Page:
For a council, where illustrious Phaeacians called him.
Standing quite close she addressed her beloved father:
“Dear papa, could you please prepare a wagon for me,
High and well-wheeled, so that I might bring my clothes
To the river to wash, mine that lie dirtied?
And for you yourself, since you are with foremost men, it is fitting
To hold council wearing clean clothes on your body.
And you have five beloved sons in the house,
Two are married, three are flourishing bachelors;
They always want to go to the dancing-hall
Wearing newly-washed clothes; all these things are on my mind.”
Thus she spoke; for she was ashamed to invoke fertile marriage by name
To her beloved father; but he understood everything and he answered this:
“I do at all not begrudge the mules, child, nor anything else.
Go, and the servants will prepare a wagon,
High, well-wheeled, fitted with a canopy.”
cont’d from A game of ball wakes Odysseus
“Oh me, to the land of what mortals have I reached this time?
Are they insolent and also wild, not righteous,
Or are they guest-friendly, and do they have god-fearing sense?
As if it were of maidens, a female sound surrounds me,
Of nymphs, who possess the lofty peaks of mountains,
And the sources of rivers, and grassy meadows.
Or can it be that I am near people who speak with human voice?
But come, let me test it myself and let me see.”
Odysseus sets out from his hiding place like a lion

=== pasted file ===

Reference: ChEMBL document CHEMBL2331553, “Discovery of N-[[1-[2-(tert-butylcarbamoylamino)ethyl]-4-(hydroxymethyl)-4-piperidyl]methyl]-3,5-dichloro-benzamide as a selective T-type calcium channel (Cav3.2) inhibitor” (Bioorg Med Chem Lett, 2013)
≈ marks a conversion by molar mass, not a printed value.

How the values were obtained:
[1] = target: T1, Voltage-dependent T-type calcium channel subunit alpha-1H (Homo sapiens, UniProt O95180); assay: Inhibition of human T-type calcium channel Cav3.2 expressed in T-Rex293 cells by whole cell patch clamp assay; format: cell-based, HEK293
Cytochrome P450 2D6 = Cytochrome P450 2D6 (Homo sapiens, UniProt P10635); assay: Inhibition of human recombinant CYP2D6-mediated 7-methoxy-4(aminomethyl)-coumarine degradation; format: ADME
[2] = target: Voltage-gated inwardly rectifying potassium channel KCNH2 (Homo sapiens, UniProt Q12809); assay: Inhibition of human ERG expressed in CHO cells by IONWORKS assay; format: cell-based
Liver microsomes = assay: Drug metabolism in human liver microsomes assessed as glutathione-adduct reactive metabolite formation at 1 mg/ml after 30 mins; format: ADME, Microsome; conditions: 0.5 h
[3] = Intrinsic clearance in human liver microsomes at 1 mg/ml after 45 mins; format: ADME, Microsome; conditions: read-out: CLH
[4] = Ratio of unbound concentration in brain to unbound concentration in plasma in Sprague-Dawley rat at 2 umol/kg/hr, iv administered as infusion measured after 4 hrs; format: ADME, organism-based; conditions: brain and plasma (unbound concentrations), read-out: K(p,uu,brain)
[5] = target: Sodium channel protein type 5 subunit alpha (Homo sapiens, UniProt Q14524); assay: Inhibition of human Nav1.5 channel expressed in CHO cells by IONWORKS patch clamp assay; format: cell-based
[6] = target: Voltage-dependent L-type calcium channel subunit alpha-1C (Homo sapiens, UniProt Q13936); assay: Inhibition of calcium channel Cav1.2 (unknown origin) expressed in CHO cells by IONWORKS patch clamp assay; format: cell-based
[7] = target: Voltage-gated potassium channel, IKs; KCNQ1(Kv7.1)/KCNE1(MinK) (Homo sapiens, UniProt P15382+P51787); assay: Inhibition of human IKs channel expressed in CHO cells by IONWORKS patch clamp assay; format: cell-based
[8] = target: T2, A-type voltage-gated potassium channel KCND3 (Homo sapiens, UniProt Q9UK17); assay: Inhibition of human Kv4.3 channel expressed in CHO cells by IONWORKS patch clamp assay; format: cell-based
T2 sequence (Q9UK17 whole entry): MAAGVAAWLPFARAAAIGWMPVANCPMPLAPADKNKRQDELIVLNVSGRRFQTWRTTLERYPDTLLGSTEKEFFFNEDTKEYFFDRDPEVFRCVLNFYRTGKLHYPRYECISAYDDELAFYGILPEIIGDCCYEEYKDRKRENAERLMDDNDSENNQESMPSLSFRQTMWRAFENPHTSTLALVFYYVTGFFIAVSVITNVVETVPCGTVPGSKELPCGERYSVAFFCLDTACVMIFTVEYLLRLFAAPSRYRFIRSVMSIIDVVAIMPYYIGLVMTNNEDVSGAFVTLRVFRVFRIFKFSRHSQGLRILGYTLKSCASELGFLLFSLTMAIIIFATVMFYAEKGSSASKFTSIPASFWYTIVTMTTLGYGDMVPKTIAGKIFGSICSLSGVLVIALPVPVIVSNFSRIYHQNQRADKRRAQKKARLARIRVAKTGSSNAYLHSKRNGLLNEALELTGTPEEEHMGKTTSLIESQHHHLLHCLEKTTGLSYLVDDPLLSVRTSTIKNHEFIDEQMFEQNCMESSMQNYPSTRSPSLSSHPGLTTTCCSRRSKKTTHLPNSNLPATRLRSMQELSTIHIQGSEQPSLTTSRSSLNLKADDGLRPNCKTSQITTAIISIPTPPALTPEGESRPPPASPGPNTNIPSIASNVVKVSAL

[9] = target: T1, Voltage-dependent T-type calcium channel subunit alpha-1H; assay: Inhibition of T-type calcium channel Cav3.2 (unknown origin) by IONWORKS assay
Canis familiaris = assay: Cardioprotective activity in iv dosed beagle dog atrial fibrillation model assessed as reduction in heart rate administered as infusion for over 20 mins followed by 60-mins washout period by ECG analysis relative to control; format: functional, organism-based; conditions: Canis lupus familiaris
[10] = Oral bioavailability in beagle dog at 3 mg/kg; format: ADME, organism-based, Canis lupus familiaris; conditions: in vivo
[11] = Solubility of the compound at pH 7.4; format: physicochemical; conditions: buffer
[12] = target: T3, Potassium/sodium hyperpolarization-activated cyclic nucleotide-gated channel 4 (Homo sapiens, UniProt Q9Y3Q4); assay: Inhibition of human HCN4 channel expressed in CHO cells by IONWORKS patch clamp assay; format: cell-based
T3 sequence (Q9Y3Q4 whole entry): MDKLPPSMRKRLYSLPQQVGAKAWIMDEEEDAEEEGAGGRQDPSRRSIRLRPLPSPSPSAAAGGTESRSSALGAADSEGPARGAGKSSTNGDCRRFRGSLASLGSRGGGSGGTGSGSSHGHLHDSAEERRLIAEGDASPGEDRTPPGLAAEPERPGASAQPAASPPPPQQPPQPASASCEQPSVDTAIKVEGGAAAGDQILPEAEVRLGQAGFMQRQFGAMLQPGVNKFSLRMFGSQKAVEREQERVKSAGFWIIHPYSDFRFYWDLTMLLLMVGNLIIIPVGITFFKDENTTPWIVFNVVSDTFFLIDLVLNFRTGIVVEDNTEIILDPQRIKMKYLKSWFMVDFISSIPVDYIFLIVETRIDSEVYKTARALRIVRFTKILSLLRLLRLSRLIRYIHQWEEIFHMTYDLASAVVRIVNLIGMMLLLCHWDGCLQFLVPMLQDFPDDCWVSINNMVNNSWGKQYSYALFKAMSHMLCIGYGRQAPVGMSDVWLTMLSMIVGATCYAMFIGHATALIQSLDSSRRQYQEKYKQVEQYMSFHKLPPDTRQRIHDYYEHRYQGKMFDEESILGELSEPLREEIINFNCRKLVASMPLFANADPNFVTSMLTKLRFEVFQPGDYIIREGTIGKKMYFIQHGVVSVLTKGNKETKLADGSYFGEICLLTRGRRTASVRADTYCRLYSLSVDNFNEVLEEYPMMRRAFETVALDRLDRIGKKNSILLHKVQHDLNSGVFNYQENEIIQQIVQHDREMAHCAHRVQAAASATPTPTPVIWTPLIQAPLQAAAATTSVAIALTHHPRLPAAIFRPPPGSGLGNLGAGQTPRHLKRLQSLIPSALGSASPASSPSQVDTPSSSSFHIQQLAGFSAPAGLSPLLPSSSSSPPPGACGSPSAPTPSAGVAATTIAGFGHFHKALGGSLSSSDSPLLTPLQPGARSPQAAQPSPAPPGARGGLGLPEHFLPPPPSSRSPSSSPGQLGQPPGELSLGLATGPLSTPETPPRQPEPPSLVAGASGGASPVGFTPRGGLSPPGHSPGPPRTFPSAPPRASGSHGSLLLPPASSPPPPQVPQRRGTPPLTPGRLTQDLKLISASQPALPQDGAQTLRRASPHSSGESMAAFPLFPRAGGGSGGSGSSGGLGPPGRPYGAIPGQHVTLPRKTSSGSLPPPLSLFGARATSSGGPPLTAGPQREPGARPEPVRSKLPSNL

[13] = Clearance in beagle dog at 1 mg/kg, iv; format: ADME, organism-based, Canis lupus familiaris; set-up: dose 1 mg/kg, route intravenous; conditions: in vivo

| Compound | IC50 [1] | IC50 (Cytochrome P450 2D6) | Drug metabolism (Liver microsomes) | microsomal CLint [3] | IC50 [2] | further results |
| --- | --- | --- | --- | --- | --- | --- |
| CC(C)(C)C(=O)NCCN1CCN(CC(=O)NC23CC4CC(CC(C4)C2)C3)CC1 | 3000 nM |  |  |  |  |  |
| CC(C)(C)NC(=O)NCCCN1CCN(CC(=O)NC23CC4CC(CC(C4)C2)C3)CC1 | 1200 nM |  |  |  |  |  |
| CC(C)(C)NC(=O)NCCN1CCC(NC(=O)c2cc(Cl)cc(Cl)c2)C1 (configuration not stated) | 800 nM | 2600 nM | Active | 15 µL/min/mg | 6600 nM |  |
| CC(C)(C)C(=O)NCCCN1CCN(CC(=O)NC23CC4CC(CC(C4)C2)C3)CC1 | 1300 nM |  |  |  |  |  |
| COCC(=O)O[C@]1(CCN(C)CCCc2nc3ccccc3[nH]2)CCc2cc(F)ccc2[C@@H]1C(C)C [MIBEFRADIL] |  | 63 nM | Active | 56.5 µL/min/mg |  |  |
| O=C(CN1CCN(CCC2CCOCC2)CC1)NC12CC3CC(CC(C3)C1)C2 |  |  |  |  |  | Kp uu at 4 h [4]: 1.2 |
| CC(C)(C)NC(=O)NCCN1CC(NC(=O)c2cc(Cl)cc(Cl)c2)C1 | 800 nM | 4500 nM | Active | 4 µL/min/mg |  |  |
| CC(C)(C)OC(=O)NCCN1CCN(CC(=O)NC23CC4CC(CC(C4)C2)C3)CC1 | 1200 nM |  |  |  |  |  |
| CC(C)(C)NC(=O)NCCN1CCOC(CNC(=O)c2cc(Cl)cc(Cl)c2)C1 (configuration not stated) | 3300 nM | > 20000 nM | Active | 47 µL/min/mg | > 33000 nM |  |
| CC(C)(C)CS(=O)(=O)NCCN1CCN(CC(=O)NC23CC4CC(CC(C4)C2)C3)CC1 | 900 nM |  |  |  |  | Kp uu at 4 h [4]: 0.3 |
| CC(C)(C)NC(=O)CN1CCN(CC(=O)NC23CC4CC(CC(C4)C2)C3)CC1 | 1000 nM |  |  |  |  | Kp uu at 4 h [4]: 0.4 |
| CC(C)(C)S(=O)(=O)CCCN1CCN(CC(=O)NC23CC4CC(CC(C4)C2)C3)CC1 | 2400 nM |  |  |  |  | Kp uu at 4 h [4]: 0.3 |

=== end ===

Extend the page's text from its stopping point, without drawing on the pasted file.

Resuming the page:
Thus speaking, noble Odysseus came out from under the bushes,
From the dense thicket, with his sturdy hand he broke a branch
Of leaves, so that it might cover round his body, the genitals of a man.
He got up and went like a mountain-bred lion, confident in his strength,
Who was rain-drenched and wind-beaten, but in whom eyes
Blazed; and it goes among cattle or sheep
Or after deer in the wild; and its belly commands him
To make an attempt on the herds, even to go into the stoutly-built fold;
Thus Odysseus was about with the lovely haired maidens
To mix, although he was naked; for necessity had come.
He appeared terrifying to them, disfigured by brine,
They fled in different directions on the jutting beaches;
Alone the daughter of Alcinous remained; for Athene
Placed courage in her heart and removed fear from her limbs.
And holding her ground, she stood facing him; and Odysseus deliberated,
Whether he should supplicate, taking the beautiful maiden by the knees,